the platinum matrix of the individual particles at a molec
In the practice of the present invention, the speci?c dis
ular level. This material is readily fabricated to a shaped
persing refractory material, such as the oxide, is the essen 10 body under the pressure and temperature conditions set
tial additive, although minor proportions of metals other
forth herein, e.g., at about 1500* psi. and 1500° C. by hot
than the matrix metals as described above may also be
present. The dispersed refractory material is employed ei
ther as a pure material or in various commercial mixtures
pressing. After forming the powder comprised of the
free metal and having the additive oxide dispersed there
in, a preliminary fabrication or compacting step may be
wherein the said refractory material is the major compo
employed. This, for example, can consist of hydrostatic
nent.
compaction, cold pressing, or slip casting, as well as
other consolidation procedures to form a densi?ed green
billet. Such billets are then consolidated further by sin
The metallic spark plug components of the present in
vention are prepared by consolidating an intimate dis
persion of the aforesaid matrix metal and the refractory
material. This may be based upon a mechanically
blended mixture of the base metal and the dispersed re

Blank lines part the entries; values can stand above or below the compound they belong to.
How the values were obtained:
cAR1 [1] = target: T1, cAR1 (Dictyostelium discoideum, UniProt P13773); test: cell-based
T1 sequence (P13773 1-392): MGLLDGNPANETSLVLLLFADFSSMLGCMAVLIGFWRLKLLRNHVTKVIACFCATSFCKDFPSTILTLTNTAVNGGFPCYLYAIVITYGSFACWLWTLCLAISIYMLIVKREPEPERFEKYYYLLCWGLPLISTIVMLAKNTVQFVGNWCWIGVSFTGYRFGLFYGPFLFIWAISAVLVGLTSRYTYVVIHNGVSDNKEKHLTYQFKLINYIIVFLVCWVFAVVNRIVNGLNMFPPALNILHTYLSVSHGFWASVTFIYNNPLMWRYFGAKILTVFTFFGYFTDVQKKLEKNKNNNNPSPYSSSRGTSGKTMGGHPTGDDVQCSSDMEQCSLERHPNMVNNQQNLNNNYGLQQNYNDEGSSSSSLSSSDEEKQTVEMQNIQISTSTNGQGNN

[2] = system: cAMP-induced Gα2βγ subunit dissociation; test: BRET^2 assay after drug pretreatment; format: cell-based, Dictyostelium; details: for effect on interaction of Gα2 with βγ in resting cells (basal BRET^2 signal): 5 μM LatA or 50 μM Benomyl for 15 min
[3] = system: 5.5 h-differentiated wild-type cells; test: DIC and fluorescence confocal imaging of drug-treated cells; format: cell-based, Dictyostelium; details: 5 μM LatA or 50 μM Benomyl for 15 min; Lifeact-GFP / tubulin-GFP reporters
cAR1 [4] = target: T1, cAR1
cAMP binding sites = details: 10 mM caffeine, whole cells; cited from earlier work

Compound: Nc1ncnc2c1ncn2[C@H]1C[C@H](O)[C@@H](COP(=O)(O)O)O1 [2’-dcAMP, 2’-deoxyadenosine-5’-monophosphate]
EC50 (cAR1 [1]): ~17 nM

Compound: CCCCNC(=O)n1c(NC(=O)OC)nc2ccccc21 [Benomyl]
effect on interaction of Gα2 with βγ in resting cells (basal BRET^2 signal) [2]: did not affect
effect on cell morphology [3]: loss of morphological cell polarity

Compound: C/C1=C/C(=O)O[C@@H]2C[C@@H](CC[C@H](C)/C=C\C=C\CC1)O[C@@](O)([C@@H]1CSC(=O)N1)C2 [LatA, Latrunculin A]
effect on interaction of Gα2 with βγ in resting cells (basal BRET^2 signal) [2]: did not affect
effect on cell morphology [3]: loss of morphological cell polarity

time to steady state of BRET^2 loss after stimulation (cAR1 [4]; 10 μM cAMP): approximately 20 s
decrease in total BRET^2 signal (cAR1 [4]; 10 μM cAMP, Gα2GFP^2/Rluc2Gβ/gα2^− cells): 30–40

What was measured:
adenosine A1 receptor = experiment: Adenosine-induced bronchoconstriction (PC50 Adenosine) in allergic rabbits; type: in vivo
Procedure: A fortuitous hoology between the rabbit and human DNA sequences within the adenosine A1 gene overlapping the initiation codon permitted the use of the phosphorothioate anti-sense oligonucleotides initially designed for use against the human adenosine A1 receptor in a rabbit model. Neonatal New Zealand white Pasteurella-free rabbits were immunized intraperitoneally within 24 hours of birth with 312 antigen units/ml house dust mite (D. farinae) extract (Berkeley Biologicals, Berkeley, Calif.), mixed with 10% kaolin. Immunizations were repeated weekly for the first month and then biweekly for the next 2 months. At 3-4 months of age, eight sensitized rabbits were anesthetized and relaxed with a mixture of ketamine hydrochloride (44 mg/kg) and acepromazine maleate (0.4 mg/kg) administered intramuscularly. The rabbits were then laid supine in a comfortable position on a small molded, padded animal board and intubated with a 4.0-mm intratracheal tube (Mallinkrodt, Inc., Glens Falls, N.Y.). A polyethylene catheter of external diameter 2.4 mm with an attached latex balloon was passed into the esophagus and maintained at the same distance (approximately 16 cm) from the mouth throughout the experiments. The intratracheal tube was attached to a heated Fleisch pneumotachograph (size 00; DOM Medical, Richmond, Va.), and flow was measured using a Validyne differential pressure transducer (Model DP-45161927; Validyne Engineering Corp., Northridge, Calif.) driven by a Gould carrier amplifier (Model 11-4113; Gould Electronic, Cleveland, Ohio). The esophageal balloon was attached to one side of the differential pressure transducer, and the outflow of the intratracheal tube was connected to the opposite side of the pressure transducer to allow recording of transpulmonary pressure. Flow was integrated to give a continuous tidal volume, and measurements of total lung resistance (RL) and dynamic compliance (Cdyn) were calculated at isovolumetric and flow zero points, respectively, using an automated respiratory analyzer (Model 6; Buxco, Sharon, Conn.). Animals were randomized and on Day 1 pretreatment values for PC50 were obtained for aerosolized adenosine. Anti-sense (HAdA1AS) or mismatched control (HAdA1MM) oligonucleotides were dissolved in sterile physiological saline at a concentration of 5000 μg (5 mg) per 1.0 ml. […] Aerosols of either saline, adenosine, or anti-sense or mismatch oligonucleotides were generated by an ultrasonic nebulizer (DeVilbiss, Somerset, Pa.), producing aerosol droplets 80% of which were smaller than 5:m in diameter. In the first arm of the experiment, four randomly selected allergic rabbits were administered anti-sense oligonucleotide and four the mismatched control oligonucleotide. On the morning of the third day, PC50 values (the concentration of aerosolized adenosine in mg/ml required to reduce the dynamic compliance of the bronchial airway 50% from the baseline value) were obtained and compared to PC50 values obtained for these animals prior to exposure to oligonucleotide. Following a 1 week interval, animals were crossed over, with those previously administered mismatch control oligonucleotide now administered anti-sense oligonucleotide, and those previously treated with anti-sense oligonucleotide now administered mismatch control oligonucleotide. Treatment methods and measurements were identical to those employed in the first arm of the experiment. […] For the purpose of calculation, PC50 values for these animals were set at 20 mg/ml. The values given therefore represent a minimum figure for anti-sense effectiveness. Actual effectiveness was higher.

fractory material, or a mixture resulting from chemical
precipitation, or coating techniques whereby either the
metal or the refractory material is the core and the outer
covering of the indicated particles. However, a preferred
embodiment of the invention is based upon the prelimi
nary product of a mixture of oxides of the matrix metal
group and the oxide group by oxidizing a solution of com
pounds of the respective components by volatilization and
oxidation in a ?ame.
_ Such crude mixture is then subjected to reducing con
ditions such as by contacting with hydrogen gas to reduce
the matrix metal while leaving the oxide component dis
persed at a molecular level in the metal.
The powder is
consolidated by hot or cold pressing, extruding, rolling,
impact or explosive forming, etc., to obtain the ultimate
spark plug parts.
tering in the aforesaid reducing atmosphere at tempera
tures of about three-quarters of the melting point (abso
lute) of the metal matrix material.
It has been found
preferable to use a reducing atmosphere (as by pure hy
drogen or hydrogen diluted with nitrogen as obtained
from cracked ammonia) in this sintering operation.
The reduced free metal matrix with the molecularly
dispersed oxide is consolidated into a shaped body. Pre
ferred conditions for such consolidation are pressing at
pressures ranging from 1,000 psi. to 500,000 p.s.i., the
most preferred range of consolidation pressures being
30
40,000 psi. to 140,000 p.s.i. Temperatures for such con